rear triangle jig

i designed this with the help of Bob Brox, a hell of a woodworker and a funny guy.

materials:
1" x 2" x 1/8" rectangular aluminum tube
3/4" x 12" threaded rod, two washers, two nuts
3/8" x 12" threaded rod, various nuts and washers
two old BB cups, English thread, with a 3/4" hole through the middle
a little red tape
metric calipers are also necessary

i used a drill press, a bunch of layout tools, a 3/4" hole saw, and a 3/8" twist bit to drill holes perpendicular to the wide face and in line with one another, with the holes' centers 450 mm from each other.






tilt your head to the right, please. flickr is being weird.

the 3/4" threaded rod runs through the two old cups threaded into the BB shell. the part covered in red tape is a pair of spacers taped together, made from the same aluminum as the big beam. the dummy axle is 3/8" rod.
the spacers are needed because if the big alu piece was referenced right against the shell, there would be no room for the chainstay.
i measured the spacer block with calipers. to position the dropouts, i take half the BB shell width (68 mm, so half is 34 mm), add the width of the spacer (51.2 mm), and assume the inside face of the big alu piece is that distance from the frame's centerline. from there i use math, lock nuts, and washers to position the dropouts at the proper distance from the alu's inside face and at the proper distance from one another.

plusses:
-locally available materials, possibly excepting the alu tube, which i bought from an online metals dealer, the name escapes me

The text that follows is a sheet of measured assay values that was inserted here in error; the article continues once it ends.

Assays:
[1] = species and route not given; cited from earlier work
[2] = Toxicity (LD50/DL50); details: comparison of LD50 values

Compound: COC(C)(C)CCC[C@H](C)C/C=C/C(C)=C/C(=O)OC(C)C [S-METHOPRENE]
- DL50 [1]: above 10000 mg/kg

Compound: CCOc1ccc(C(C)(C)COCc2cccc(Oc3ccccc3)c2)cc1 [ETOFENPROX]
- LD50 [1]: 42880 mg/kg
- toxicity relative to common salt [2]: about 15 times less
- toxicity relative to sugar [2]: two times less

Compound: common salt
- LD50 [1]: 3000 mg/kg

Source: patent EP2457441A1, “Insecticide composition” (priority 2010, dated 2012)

-pretty cheap. nuts and bolts were $15 or $20, alu was like $40 for 8 ft. with shipping.

problems:
- the 3/8" rod is rather flexy, so don't count on it to read identically across its whole length. a solution would be another, identically machined alu tube on the BB shell's other side. or just check each chainstay's miter with the jig mounted on each side, to double-check.
- getting the spacing right on the dummy axle is tricky and time-consuming. i had to grind down a nut to get it close on one side.
- to work well, the chainstays need to be mitered, which isn't convenient if you're trying to use it to miter chainstays.
- only good for one chainstay length. change the 3/8" hole to a milled slot for more versatility, although that might present problems with accuracy.
- i dunno how well it actually works yet.

please modify and improve at will, but email me pics of your creation.

1 comment:

Jim G said...

You can get various sizes of Al tube stock in small quantities for reasonable prices at http://www.smallparts.com/ I bought a 12" length of 1.25" square Al tube for under $10 (using it to make a LED bike light housing).